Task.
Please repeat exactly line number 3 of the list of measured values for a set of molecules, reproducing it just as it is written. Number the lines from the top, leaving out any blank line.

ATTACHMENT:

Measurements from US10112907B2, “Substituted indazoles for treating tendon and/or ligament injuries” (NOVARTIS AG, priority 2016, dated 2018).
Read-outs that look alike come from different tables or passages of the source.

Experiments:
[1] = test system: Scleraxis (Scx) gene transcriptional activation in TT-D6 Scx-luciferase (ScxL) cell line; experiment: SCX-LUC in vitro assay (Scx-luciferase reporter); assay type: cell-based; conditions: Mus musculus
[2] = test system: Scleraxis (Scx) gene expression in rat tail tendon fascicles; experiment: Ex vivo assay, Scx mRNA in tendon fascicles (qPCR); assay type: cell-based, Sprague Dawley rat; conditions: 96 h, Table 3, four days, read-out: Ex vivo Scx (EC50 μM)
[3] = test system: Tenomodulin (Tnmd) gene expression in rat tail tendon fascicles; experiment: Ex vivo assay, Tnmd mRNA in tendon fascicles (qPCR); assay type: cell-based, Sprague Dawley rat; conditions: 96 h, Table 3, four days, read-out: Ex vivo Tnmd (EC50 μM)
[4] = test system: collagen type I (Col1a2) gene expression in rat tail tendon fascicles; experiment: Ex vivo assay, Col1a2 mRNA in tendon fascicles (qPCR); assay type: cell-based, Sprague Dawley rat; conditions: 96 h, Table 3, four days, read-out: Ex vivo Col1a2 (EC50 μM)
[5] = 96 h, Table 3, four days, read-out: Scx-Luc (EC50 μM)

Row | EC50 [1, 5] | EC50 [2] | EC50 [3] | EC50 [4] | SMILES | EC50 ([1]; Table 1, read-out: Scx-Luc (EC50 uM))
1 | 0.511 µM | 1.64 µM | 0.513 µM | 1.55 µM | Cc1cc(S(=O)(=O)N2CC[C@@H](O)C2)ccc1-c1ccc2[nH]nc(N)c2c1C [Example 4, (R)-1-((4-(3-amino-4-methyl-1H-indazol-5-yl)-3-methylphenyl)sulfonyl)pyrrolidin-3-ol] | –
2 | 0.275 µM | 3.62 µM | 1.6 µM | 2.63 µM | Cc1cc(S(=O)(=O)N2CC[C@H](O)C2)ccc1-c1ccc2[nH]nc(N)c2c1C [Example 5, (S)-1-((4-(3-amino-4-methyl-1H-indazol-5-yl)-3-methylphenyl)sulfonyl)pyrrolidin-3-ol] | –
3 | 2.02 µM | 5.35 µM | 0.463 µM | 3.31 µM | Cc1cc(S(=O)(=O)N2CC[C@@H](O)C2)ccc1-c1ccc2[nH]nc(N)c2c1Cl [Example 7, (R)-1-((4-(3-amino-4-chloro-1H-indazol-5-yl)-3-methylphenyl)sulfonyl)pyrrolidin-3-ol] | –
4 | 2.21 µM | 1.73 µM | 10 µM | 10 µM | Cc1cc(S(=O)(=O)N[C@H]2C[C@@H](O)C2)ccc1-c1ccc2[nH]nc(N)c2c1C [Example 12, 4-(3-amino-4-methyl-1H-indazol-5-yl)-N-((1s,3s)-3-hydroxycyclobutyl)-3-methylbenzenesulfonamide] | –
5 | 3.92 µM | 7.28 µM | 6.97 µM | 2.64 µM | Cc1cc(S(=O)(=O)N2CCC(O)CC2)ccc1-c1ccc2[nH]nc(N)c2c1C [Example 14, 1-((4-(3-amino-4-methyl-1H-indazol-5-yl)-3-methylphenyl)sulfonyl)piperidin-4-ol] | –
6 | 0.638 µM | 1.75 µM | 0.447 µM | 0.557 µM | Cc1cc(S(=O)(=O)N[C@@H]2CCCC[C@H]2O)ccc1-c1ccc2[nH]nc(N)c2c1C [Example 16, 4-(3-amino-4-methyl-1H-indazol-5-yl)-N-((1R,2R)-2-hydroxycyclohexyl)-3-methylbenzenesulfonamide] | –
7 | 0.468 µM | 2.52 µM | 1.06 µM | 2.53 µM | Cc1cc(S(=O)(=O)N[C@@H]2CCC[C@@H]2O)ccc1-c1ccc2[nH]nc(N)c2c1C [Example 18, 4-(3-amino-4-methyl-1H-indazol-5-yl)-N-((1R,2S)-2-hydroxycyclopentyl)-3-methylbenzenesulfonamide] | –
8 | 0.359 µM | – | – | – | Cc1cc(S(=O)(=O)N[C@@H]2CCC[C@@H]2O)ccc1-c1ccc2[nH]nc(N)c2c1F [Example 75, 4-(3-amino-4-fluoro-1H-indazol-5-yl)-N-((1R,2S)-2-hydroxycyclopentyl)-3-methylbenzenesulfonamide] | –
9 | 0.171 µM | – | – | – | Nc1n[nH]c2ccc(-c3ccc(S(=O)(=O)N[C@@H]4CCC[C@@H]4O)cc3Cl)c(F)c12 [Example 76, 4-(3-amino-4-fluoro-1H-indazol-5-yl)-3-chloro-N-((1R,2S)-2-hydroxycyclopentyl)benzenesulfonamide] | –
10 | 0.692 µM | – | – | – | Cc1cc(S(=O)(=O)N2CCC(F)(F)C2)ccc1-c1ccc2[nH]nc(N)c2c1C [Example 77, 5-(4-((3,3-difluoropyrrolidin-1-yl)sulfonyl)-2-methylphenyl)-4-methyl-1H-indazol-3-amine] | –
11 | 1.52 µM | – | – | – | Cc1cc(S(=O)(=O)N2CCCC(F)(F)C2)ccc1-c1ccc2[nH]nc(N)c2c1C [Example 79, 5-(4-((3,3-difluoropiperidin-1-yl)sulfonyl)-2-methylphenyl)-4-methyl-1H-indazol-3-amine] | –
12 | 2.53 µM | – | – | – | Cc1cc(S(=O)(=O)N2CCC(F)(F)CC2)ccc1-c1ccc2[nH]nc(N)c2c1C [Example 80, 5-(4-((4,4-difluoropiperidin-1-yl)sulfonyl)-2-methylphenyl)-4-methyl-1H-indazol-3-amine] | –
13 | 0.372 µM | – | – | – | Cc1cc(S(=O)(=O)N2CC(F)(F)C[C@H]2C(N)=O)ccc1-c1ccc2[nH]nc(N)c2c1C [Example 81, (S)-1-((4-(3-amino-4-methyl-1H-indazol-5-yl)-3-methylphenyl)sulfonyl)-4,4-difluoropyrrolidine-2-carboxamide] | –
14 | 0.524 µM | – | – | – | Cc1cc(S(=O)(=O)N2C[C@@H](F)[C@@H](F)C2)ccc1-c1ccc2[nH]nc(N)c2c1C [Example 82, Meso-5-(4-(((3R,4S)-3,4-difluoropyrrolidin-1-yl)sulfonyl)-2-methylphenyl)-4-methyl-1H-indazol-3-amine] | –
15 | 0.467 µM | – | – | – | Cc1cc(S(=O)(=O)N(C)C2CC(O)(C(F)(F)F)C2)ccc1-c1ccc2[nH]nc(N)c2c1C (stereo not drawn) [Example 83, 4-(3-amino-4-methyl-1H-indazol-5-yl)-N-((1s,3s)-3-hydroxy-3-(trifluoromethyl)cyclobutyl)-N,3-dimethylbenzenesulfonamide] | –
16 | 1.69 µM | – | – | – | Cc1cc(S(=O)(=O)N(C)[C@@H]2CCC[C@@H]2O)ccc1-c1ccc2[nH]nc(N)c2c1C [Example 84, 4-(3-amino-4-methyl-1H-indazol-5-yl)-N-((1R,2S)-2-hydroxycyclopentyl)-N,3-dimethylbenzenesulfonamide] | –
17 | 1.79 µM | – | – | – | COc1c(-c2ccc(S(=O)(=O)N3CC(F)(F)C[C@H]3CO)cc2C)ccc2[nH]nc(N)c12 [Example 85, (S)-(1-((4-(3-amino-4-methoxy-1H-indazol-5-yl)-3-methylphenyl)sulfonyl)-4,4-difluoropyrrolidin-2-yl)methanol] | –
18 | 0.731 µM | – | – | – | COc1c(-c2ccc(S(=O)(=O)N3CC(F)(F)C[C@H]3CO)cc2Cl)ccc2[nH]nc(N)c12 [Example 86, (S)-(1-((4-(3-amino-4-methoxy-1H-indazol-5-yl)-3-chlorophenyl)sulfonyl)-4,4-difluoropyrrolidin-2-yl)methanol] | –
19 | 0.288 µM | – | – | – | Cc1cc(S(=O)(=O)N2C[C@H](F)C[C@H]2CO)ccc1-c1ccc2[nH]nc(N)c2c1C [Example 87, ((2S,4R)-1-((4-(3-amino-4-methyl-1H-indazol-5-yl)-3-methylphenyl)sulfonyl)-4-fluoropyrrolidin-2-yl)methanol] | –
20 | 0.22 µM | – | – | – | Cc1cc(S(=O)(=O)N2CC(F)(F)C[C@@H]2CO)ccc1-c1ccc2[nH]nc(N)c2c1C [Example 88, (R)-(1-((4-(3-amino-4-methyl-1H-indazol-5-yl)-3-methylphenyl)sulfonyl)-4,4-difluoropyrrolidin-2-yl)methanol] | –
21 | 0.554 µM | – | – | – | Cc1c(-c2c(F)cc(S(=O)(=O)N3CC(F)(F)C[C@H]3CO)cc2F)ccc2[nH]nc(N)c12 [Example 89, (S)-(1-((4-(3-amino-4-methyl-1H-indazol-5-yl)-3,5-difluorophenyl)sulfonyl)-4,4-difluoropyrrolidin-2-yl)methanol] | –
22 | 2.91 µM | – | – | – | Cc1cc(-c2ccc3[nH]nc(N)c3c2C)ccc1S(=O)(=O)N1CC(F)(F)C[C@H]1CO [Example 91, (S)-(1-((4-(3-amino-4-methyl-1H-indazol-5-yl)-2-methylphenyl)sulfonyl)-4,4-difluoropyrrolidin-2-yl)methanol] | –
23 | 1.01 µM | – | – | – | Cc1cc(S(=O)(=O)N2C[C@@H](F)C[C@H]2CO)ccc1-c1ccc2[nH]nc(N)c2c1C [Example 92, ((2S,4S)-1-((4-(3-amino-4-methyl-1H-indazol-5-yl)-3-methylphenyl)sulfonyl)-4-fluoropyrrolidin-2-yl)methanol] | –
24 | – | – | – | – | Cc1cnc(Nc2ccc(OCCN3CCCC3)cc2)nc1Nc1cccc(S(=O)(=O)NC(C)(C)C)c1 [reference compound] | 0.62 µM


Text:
Experiments: